Summer can be a three-month block party, full of sunshine and swimming, four-wheelers and fishing — but it can also be a booby-trapped obstacle course ripe for accidents and injuries.
It’s no wonder that emergency department visits increase across the United States when the days get longer.
And while we have a newly revamped emergency room (ER) at Baptist Health Louisville, with the capacity to treat more than 20,000 additional patients every year (the waiting is over!), we know that no one wants to spend their summer in one.
We talked to two of our ER doctors for tips to keep you basking in the sunshine — and out of the hospital — this year.
Hydrate, hydrate, hydrate.
Eight glasses of water a day should be your baseline, and that’s if you’re planning to stay indoors. If you’re going to be outside, increase your water intake accordingly, says Dave Biddle, MD, an emergency department doctor at Baptist Health Louisville.
Schedule outdoor activities early in the morning, when the day is coolest, and take plenty of breaks.
“We’ll see people who get so hot that they get renal (kidney) injury and muscle injury that can cause a lot of muscle soreness,” Dr. Biddle says. “The best way to prevent that is to drink plenty of fluids.”
We mean it: Use sunscreen.
Sunburns sideline you from the things you love to do outside. They can make you nauseous and fatigued. Worst of all, they put you at risk for skin cancer. Having a history of severe sunburn strongly increases a person’s risk of melanoma. That risk appeared to be higher for men than for women.
Sunscreen can help block harmful ultraviolet rays. So wear it. And wear it properly: That means reapplying often, and not missing any exposed skin.
“Cover your body,” Dr. Biddle says. “And the higher SPF the better — at least SPF 30.”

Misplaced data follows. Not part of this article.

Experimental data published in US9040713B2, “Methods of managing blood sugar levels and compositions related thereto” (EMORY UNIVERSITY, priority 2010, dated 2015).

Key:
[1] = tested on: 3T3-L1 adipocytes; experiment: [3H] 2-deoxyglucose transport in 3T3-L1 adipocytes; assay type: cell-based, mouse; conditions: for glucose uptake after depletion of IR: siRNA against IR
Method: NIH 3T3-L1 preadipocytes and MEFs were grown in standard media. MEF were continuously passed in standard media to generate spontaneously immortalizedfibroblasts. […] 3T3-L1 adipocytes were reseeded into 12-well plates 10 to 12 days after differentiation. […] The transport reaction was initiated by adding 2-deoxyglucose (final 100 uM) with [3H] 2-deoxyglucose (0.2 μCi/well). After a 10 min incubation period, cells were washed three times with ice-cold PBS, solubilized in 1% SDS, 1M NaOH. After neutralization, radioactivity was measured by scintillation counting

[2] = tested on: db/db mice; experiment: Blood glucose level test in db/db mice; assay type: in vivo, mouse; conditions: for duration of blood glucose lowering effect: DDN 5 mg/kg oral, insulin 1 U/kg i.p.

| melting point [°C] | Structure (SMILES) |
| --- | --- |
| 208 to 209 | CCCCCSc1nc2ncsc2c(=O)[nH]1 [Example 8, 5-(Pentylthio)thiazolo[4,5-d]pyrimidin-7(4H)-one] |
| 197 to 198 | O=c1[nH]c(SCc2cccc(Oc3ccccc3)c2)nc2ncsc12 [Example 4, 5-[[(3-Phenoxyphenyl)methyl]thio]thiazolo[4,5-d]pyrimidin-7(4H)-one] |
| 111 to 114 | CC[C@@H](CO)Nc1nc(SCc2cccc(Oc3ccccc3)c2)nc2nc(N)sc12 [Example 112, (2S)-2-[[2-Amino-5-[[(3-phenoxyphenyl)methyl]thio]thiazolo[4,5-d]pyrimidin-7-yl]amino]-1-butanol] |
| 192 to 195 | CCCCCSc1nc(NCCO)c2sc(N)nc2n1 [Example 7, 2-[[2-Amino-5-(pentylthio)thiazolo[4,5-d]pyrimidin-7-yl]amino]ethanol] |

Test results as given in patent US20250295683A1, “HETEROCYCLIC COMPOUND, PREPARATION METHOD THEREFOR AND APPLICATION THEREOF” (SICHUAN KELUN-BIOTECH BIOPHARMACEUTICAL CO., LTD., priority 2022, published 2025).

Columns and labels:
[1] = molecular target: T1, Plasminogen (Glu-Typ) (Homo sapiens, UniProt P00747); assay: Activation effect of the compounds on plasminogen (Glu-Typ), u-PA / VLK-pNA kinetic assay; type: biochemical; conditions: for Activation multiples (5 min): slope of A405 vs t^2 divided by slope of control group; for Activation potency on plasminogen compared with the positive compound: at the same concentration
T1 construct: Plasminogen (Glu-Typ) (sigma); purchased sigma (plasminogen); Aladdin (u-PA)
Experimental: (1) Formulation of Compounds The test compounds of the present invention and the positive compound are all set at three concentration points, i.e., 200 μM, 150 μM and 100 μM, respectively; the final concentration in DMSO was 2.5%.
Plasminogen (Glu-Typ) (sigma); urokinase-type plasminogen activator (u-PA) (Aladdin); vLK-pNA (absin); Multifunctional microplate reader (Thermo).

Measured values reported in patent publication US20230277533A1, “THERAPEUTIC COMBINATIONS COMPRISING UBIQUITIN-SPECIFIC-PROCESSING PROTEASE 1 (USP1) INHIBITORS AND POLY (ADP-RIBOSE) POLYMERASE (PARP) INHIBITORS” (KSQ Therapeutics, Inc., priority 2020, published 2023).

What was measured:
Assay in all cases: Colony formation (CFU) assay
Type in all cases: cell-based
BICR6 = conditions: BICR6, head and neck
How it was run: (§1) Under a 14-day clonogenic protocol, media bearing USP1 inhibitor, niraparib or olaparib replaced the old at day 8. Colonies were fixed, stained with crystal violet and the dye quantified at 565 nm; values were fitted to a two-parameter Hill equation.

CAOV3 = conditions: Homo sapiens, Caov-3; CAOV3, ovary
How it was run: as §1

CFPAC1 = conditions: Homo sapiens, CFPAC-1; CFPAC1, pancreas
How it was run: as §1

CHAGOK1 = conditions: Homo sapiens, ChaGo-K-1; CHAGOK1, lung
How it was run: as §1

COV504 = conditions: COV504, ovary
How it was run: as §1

Watch out for potato salad.
For that matter, beware of the macaroni salad, the chicken, and the fish, too.
“Once or twice a summer, there will be a food poisoning outbreak,” says Tom Harris, MD, an emergency department doctor with Baptist Health Floyd. “You can’t leave that jar of mayo outside long when it’s 90 degrees.”
Other stuff you don’t want to leave in the heat? Salads with mayonnaise-based dressings, deviled eggs (or any other egg dishes), and meats, including fish.
“If there’s any question, throw it away,” Dr. Biddle says.
Careful around the pool.
More than half of all drownings in Kentucky happen between May and August each year, and near-drownings can lead to long-term brain damage. Having a healthy respect for water can help prevent drownings. Teach children to swim at an early age, surround backyard pools with fences and secure, retractable covers, and remove toys and other items children might find tempting from the water, Dr. Harris says.
Supervision is most important of all. Too often, adults assume, in a group of people, that someone is keeping an eye on the kids. Those assumptions can be deadly.
“Make sure there is a designated adult whose only job is to watch the pool,” Dr. Harris says.
Alcohol and engines should never mix.
When Dr. Harris is working in the ER on a summer weekend night, he can almost set his watch by the nightly four-wheeler accident — and it’s almost guaranteed that alcohol was involved.
If you’re riding dirt bikes (or any bikes, for that matter), or four-wheelers, wear a helmet and other protective gear. And never, ever ride after drinking alcohol.
“Alcohol and internal combustion should not be in the same sentence,” Dr. Harris says. Obviously, that advice extends to driving any vehicle, including cars and trucks. Alcohol-related crashes account for nearly 3 in 10 traffic deaths in the United States.
The most important thing you can do to stay safe this summer, both doctors say, is to take stock of what can go wrong with any activity and then take steps to prevent it.
“If you’re going to the woods, you’re going to try to prevent ticks; if you’re going to the pool, think sunscreen and pool safety,” Dr. Biddle says.
Then, once you’ve considered the hazards of your summer fun, you can get on with having it, with peace of mind.
The waiting is over — take a look at the newly renovated Baptist Health Louisville Emergency Department.